John Adams to Abigail Adams
Passy Decr. 3 1778
My dearest Friend
Your two Letters of the  of Sept. and  of Oct. gave me more Concern than I can express. I will not say a Fit of the Spleen. But last night I got a Letter from Mr. Vernon, in which he acquaints me with the Arrival of the Boston, at Portsmouth.1 There were Letters from me on Board of the Boston, Providence or Ranger, and there was all the Things mentioned in the Memorandum, you gave me, this News has given me great Pleasure. I have sent other Things, on Board other Vessells since, with more Letters, which are all taken by the Ennemy, and among others all Mr. Cranchs Watch Materials.
You must not expect to hear from me so often as you used: it is impossible. It is impossible for me to write so often. I have so much to do here, and so much Ceremony to submit to, and so much Company to see, so many Visits to make and receive, that, altho I avoid as many of them as I possibly can with Decency and some People think, more, it is impossible for me to write to you so often as my Inclination would lead me.
I have been informed that Congress, on the 14 of September took up foreign Affairs and determined to have but one Minister, in France. By a Letter from Mr. Lovel we learn that Congress had foreign Affairs on the 12 of October, still under Consideration, but gives no Hint of what is done or intended.2 This keeps me in a State of Uncertainty that is very disagreable. I have applied every Moment of my Time when Awake, and not necessarily engaged otherwise in learning the Language, and the Laws, the Manners and Usages of this Nation, an occupation indisspensable in my situation. In order to avoid Expence, as much as possible, I have kept no Clerk altho every other Gentleman has constantly had two. In order to save Expences, and that I might be under the less Temptation to spend my Time unusefully, I have kept no Carriage, altho every other Gentleman has kept one Constantly and some Gentlemen two, and I am told I am the first public Minister that ever lived without a Carriage. By All these Causes together added to another Motive, viz. a Fear of Trusting our Books and Papers without a Keeper I have been almost constantly at home. Here are a Thousand Things to do, and no Body else to do them. The extensive Correspondence We have with Congress, with the Court, with our Frigates, our Agents, and with Prisoners, and a thousand others, employs a vast deal of my Time in Writing. You must therefore excuse me, if I dont write so often as I would. Yet I have written very often, but my Letters have miscarried.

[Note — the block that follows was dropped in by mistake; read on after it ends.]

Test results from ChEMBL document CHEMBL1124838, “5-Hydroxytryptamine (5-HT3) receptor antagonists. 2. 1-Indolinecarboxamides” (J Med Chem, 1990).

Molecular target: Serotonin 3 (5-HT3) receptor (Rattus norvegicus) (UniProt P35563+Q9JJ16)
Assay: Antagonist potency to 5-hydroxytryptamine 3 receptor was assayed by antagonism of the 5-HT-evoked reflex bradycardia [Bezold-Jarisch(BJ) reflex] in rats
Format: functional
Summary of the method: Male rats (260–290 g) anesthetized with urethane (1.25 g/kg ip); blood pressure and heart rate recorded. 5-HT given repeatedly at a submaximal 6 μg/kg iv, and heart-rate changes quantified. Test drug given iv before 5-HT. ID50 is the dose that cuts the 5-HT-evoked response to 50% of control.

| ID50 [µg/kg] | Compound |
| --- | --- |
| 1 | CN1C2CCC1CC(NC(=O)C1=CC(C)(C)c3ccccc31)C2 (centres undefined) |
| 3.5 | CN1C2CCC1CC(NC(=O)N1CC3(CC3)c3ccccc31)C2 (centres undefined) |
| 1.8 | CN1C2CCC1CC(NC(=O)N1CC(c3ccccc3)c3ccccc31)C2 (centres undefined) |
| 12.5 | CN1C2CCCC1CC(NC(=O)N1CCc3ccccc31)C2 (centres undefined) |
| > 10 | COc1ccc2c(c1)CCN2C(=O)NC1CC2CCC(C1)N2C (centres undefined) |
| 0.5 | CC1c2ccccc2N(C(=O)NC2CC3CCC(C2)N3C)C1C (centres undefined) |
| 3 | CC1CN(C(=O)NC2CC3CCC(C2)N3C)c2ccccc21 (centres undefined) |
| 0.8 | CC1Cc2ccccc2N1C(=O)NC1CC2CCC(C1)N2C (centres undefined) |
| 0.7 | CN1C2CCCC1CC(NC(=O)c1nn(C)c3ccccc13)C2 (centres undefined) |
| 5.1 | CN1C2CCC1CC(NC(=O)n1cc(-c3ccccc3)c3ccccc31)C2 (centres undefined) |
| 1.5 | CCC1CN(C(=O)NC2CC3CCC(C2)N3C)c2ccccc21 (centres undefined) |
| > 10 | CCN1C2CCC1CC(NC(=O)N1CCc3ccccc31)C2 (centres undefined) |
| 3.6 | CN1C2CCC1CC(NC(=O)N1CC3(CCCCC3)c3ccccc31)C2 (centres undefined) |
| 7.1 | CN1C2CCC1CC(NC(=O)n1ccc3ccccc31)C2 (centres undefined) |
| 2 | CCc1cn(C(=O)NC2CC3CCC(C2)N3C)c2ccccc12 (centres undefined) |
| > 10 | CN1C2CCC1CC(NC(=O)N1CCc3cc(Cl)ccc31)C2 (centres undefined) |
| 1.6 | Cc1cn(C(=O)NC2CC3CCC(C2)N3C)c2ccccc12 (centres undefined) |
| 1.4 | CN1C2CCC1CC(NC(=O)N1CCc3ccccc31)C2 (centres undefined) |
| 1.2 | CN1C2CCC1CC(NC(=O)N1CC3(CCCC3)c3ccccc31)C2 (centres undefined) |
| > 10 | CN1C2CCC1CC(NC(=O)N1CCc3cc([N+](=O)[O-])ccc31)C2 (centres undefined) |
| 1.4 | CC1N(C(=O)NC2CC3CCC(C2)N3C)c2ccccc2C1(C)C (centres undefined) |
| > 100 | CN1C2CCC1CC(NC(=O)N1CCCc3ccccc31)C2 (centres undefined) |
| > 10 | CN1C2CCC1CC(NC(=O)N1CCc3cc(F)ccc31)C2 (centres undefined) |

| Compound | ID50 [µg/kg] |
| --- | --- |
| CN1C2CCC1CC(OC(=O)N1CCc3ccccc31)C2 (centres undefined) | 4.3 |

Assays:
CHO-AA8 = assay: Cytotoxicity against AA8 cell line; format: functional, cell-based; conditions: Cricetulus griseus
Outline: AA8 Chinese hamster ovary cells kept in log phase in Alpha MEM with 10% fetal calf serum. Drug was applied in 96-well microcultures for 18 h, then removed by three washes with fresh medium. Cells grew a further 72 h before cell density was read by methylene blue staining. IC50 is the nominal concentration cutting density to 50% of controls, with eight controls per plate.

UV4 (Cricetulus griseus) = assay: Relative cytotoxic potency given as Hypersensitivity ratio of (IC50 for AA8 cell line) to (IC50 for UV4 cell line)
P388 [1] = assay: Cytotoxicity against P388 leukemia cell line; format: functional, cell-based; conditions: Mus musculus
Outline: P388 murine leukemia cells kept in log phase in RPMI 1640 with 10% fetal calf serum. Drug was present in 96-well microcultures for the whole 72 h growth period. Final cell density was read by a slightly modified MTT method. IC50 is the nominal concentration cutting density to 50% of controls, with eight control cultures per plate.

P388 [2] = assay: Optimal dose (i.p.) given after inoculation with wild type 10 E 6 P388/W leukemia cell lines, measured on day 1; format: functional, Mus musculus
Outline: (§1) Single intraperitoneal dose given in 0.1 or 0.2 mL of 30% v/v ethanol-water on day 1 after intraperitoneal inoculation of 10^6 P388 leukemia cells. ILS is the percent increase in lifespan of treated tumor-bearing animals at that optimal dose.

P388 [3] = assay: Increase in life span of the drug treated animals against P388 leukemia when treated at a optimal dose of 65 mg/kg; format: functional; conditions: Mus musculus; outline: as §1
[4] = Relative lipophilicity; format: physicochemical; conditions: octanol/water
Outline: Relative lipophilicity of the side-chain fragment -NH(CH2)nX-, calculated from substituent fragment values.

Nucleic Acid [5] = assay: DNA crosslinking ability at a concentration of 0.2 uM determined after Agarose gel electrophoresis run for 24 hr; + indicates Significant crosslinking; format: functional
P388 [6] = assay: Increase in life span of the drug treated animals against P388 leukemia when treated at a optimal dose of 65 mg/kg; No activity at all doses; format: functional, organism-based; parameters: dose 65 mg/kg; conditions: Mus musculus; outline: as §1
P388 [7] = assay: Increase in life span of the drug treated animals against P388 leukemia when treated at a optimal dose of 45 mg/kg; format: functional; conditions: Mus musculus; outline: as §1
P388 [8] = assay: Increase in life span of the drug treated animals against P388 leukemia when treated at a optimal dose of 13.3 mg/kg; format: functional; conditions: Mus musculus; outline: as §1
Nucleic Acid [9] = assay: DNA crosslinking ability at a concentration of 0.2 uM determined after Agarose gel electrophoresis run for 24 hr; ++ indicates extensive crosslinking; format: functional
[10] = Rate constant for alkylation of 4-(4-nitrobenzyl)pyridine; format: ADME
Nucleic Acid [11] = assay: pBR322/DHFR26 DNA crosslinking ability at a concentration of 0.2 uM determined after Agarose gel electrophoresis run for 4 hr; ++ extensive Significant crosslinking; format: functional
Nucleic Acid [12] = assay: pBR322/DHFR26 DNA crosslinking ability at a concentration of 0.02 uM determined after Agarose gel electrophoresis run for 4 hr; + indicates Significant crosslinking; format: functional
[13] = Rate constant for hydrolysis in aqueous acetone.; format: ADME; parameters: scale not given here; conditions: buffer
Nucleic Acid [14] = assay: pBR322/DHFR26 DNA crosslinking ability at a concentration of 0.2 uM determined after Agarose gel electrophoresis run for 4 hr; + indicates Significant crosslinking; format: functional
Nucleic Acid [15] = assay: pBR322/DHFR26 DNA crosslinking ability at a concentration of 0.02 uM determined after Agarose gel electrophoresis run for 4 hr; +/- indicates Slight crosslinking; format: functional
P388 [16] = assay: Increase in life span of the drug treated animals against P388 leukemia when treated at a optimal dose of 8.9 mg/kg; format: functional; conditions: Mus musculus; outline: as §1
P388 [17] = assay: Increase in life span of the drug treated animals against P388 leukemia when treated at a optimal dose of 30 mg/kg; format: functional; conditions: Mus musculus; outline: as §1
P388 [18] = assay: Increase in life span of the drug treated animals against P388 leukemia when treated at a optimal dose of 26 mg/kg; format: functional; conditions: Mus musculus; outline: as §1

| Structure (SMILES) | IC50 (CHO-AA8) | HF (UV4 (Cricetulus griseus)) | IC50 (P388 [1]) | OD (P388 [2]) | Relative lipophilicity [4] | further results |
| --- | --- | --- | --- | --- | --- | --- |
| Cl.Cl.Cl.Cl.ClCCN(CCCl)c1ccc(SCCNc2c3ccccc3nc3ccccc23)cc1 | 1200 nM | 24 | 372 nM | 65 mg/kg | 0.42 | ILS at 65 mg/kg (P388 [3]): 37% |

By your Letter, and another, I suspect that Parties are forming among you.3 I expect also, by some Letters I have seen from the Weathersfield Family, that a certain fine Gentleman will join another fine Gentleman, and these some other fine Gentlemen, to obtain some Arrangement that shall dishonnour me. And by Hints that are given out here, I should not wonder if I should be recalled, or sent to Vienna which would be worse.4
I am extreamly unhappy to see such Symptoms of Selfishness, Vanity and Ambition as manifest themselves in various Quarters, but I will neither indulge these Passions myself, nor be made the Instrument of them in others. Observing as I have a long Time the Characters of several Persons, I have long foreseen, that Parties must arise and this foresight has been the most forcible Motive with me to refuse a certain elevated Office.5 Because I knew, that my public Conduct, to which I was necessitated by the clearest Dictates of my Judgment, in the various intricate and hazardous Contingences of our Affairs, had exposed me to the Angry Passions of some Gentlemen of Consequence, who, altho obliged to cooperate with me, had often differed from me in Opinion. These I knew would render me, unhappy if not useless, in some situations, which determined me, to preserve my Independence, at the Expence of my Ambition, a Resolution in which I rejoice and ever shall rejoice.